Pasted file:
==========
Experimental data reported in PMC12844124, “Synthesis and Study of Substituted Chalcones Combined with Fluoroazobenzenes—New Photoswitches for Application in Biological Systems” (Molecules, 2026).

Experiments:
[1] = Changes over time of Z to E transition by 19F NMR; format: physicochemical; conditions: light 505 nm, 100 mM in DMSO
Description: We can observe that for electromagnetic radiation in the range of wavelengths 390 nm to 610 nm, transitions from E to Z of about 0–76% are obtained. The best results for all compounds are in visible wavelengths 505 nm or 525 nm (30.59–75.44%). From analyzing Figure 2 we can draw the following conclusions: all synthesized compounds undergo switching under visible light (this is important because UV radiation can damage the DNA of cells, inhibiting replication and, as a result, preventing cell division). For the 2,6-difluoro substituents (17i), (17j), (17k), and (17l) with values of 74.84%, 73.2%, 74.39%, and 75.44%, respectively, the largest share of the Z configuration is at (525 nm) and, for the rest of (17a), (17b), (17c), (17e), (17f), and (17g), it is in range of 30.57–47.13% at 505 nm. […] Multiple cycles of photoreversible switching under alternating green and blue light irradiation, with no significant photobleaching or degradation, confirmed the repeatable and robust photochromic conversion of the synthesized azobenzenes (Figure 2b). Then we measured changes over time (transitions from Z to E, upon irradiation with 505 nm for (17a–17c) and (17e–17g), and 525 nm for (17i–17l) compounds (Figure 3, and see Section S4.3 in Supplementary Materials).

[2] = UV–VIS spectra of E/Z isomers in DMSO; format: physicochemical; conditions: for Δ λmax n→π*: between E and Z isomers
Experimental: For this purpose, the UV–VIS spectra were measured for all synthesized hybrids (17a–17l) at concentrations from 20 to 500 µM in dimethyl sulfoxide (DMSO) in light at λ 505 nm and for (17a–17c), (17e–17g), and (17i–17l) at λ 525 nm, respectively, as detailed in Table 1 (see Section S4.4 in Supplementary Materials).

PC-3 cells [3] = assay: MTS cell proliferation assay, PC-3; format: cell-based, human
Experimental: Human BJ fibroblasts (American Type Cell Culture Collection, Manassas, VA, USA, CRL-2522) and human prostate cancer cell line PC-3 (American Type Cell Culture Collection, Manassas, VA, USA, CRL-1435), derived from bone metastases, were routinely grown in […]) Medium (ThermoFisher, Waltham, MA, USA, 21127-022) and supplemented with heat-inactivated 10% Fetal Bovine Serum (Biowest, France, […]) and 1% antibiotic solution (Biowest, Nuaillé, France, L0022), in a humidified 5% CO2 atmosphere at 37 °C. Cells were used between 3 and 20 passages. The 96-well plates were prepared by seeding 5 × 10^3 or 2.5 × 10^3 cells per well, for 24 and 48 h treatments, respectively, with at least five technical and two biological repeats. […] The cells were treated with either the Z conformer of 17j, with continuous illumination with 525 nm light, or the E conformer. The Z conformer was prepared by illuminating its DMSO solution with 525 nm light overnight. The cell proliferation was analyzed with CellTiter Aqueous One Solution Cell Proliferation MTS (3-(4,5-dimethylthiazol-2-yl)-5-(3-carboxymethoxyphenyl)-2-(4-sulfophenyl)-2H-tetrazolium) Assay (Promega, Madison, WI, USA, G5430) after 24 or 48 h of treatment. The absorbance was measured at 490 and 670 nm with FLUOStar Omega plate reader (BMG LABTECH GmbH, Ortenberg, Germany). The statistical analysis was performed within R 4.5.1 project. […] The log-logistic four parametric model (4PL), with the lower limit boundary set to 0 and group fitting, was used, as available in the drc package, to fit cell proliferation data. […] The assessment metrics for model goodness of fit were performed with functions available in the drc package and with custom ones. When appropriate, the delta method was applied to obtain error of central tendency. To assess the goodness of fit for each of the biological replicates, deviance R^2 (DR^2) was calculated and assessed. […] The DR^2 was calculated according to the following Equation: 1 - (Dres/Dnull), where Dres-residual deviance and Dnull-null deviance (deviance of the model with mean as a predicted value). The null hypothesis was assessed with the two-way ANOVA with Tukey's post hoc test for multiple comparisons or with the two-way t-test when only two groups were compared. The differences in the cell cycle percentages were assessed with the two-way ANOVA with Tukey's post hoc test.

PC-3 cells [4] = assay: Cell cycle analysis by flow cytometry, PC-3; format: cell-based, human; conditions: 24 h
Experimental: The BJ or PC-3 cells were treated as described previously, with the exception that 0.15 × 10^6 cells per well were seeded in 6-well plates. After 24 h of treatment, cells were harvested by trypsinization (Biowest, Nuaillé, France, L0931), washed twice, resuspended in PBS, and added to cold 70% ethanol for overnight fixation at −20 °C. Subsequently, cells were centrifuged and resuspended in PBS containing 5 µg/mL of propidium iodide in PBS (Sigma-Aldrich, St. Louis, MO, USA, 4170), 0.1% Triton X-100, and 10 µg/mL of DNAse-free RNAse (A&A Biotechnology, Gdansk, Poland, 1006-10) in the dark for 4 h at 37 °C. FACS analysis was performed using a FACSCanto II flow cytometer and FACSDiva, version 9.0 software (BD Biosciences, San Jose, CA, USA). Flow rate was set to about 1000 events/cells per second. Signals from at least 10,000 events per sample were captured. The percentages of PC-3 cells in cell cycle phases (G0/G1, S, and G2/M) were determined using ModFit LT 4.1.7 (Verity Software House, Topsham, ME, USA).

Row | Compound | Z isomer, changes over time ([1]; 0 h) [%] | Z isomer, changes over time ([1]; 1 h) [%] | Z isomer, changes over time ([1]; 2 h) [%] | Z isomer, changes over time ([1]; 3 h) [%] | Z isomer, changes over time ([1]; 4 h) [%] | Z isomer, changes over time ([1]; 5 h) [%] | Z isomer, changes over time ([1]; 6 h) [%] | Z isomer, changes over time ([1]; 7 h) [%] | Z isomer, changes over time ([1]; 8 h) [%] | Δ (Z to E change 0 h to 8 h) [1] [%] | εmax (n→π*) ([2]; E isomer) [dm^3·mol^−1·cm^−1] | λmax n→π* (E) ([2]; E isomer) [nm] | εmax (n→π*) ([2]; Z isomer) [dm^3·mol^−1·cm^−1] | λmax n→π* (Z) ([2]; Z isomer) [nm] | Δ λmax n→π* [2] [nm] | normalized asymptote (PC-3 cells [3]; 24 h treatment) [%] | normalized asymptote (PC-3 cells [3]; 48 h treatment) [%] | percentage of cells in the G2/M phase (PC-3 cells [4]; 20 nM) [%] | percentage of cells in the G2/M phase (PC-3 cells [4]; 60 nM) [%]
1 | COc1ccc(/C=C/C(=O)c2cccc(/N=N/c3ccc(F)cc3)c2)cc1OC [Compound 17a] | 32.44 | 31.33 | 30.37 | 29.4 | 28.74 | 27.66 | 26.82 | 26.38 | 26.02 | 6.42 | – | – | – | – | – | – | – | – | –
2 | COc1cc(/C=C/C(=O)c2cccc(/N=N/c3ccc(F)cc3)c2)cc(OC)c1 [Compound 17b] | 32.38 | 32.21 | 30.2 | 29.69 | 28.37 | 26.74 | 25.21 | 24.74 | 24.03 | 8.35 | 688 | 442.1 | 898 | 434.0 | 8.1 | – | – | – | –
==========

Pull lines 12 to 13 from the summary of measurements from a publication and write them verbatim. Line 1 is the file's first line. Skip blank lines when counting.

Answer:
1 | COc1ccc(/C=C/C(=O)c2cccc(/N=N/c3ccc(F)cc3)c2)cc1OC [Compound 17a] | 32.44 | 31.33 | 30.37 | 29.4 | 28.74 | 27.66 | 26.82 | 26.38 | 26.02 | 6.42 | – | – | – | – | – | – | – | – | –
2 | COc1cc(/C=C/C(=O)c2cccc(/N=N/c3ccc(F)cc3)c2)cc(OC)c1 [Compound 17b] | 32.38 | 32.21 | 30.2 | 29.69 | 28.37 | 26.74 | 25.21 | 24.74 | 24.03 | 8.35 | 688 | 442.1 | 898 | 434.0 | 8.1 | – | – | – | –